We spent two nights at this hotel (the Kob Inn) and so the next day’s ride was a day ride returning to the hotel. We set off along the coastline – mainly inland but with short stretches on rocky beaches. After a beach canter we then headed back inland – riding past the usual assortment of rural African houses before eventually dropping downhill to cross a little stream and climb steeply on the other side. We had some long trots and canters on the grasslands before eventually dropping back to the coast where there was another little wreck. After lunch we re-mounted and picked our way along the coast a little before having a fast canter along the beach. We tried to cross the river here, but the tides were on their way in and the river had risen faster than anticipated due to the rain earlier in the week. So we had to re-trace our steps on the inland route – it was a long way and so we trotted or cantered wherever possible to make up ground. By the time we were in sight of our hotel, the sun had already set behind the hills and it was getting dark so we trotted/cantered all the way home, down onto the beach, up the other side, along grassy tracks and over tussocks. A long and exhilarating ride!
Fortunately we had a more leisurely start in the morning so that we could cross the river at low tide, and start heading back towards base. We had a fabulous morning’s ride along the beaches to our next hotel, cantering wherever possible. We saw rock hyrax (dassies) on the rocks and the odd whale blowing but no dolphins. We came around a promontory and could see our hotel – Wavecrest – at the far end of the bay. Our guide, Nicky told us that this was a long canter where we could open them up a bit. So we set off in a steady canter and about halfway along the beach Nicky gave the signal and we all accelerated up the beach. Eventually we pulled up by the river outside Wavecrest, dismounted and took the horses saddles off. We crossed the river in a little boat whilst the horses swam across.
Our final day of riding started with us heading inland for some trots and then a lovely long canter through the grasslands. We dropped back to the coast and visited the wreck of the Jacaranda again before continuing along the coast, cantering wherever possible, until reaching Trennery’s where we put the horses into the paddock and had lunch from the bar. After lunch we set off along the beaches towards home – the horses were all keen and we had some fabulous canters. Eventually we reached the ferry across the Great Kei River and dismounted to load the horses to cross. We re-mounted on the other side and all thought we were heading straight back up the road to the horse paddocks, but we turned onto the beach and had a final unexpected canter which was a fabulous end.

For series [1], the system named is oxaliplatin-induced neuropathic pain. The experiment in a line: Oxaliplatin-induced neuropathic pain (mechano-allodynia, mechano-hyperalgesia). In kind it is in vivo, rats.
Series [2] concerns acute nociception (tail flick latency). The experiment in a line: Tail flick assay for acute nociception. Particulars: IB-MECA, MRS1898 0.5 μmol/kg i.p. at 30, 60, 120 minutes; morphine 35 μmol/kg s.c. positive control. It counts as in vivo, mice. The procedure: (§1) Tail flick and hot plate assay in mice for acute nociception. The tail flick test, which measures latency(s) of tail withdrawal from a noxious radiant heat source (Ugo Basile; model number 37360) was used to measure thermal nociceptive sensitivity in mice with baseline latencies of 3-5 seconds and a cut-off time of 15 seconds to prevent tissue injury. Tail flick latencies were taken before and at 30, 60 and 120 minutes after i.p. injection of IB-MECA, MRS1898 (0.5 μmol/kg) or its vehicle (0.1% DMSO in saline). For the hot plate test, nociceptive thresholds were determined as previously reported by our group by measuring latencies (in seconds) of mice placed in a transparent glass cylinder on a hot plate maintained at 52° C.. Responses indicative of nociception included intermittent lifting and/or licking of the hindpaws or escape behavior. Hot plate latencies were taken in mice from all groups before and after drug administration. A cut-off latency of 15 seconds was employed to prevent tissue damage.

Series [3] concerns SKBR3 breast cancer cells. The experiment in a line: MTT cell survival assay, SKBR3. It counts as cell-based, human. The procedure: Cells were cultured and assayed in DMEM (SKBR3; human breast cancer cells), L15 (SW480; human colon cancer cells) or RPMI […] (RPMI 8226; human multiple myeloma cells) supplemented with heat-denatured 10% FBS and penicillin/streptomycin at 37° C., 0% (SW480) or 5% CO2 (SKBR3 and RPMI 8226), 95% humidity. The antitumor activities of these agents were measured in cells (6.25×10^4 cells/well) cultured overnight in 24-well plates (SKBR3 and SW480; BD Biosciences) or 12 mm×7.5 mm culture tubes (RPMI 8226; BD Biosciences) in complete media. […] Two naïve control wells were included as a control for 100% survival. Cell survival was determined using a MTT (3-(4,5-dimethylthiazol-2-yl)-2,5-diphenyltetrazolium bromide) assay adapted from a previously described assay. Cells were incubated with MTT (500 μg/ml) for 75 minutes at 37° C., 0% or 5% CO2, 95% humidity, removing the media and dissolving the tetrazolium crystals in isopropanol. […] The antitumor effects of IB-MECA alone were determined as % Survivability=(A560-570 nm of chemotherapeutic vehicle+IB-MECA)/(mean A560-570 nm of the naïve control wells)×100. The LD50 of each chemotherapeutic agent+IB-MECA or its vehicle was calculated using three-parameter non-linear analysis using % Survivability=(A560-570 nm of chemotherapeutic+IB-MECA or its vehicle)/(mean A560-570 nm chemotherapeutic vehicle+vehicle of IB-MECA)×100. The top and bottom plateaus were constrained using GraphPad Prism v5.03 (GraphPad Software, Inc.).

This area of South Africa is a popular destination for South Africans to take their holidays and is relatively unknown amongst foreigners. It was a delight to ride through such rural areas and to experience the real Africa. The beaches were deserted and as we were there during winter, so were the hotels. The accommodation is not grand or very smart as this is not an area which is normally frequented by overseas visitors, but each hotel is clean, comfortable and in an amazing location. The horses we rode were amazing – they were forward going but sensible and all of them were impeccably behaved, happy to walk along the beach unless asked to canter – a true delight.
So, is this the best beach ride in the world? Well, it’s certainly the best one I’ve ever done and the memory of cantering down deserted stretches of golden sand with the ocean crashing beside me, will stay with me forever.